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Riverfront Theater Company’s Production of ‘The Play That Goes Wrong’ Was Almost Right

By MAC Hoover


The Play That Goes Wrong
 is a farcical murder mystery, a play within a play that was conceived and originally performed by the UK’s award-winning Mischief Theater Company. It is essentially a play about a community theater producing a play. 

Community theater can be fraught will all kinds of unexpected consequences. The Murder at Haversham Manor is no exception. The inept and accident-prone Cornley Polytechnic Drama Society embarks on producing this ambitious 1920s murder mystery. 

As directed by Steve Gallagher, Riverfront’s production of The Play That Goes Wrong is a valiant attempt at British comedy. Farce is such a challenging form of comedy to pull off for even the most experienced actors. Rather than rely on a appreciation of farce, the cast seemed to bulldoze through the physical gags. At times the actor’s voices became so shrill that the content of the dialogue was lost in translation. The cast’s enthusiasm needs to be applauded; however, they relied too much on the show’s sight gags being effective in Riverfront’s small venue. 

Of note, in this age of Covid (and this writer is a certified Covid Compliance Officer), one of the leads had a notably hoarse voice. The space is very tight, with very cramped seating. The show has a series of “spit-water” gags that I found to be overdone, visually unpleasant, and unsanitary. It would have worked better in a larger venue with a buffer between the stage and the audience. Being in the splash zone was not appreciated.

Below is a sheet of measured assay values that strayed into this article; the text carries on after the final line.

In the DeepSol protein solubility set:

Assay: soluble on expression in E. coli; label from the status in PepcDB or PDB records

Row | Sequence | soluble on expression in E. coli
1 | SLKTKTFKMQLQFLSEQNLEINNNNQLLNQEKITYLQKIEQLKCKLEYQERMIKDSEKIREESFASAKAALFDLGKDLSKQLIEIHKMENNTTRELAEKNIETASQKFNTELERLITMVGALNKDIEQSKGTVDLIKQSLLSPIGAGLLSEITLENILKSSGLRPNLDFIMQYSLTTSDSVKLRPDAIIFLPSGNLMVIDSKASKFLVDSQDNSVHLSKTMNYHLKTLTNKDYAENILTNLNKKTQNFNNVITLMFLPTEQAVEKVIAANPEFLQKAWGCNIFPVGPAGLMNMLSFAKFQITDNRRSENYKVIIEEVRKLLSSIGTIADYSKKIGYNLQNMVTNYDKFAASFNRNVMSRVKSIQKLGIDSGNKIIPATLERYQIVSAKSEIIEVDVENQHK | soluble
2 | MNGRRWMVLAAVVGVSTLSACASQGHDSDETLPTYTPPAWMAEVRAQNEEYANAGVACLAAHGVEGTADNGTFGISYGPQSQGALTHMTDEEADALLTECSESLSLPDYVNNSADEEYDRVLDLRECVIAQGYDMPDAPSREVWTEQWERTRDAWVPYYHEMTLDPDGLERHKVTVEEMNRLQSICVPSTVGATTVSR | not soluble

The cast seemed to enjoy the romp; their enthusiasm was as evident as the overacting.

The audience seemed initially confused about what they were watching, was it Rivderfront’s community theater production of The Play That Goes Wrong or Cornley Drama Society’s production of The Murder at Haversham Manor?

The sight gags weren’t subtle, but that is indeed the charm of farce. Several sight gags did not play well, but when (if) there was an appropriate audience reaction, the show ran it into the ground with repetition. What should have been a hysterical dog gag fell short.

The set itself is a character and Jim Froehlich‘s design was properly functionally non-functional.

The costuming was curiously peculiar; perhaps the Riverfront’s Costumer Beth Spatz meant it to be that way. The house servant (a butler in the original production) wore a dress that wasn’t typical for the 20s and had no sleeves. This outfit was completed with loose hair and a butcher’s apron, which I found odd. The leading lady was also attired in atypical fashion with a modern hairstyle. The men’s costuming wasn’t as glaringly off, but men’s clothing hasn’t really varied too much. During the opening night’s performance there was a shoe malfunction with a loose insole floating about that was deftly handled. 

All in all, this production wasn’t horrible, but it just seemed off. (Perhaps the point, or not the point, of Gallagher’s staging.) Some parts were really quite good. The weird “faux” British accents sometimes blurred into Australian, so the inconsistency could be forgiven. 

A community theater company pretending to be a community theater company could have been kinder to itself. I love the heart of community theater, and I believe Riverfront’s troupe could have done better. 

Riverfront Theater Company presents ​The Play That Goes Wrong | November 10–12 & 17–19, 2022 at Allegheny RiverTrail Park | For tickets visit https://riverfront-theater-company.ticketleap.com/play-that-goes-wrong/



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1 reply

  1. Tell me you don’t understand the concept of the show without telling me you don’t understand the concept of a shelf

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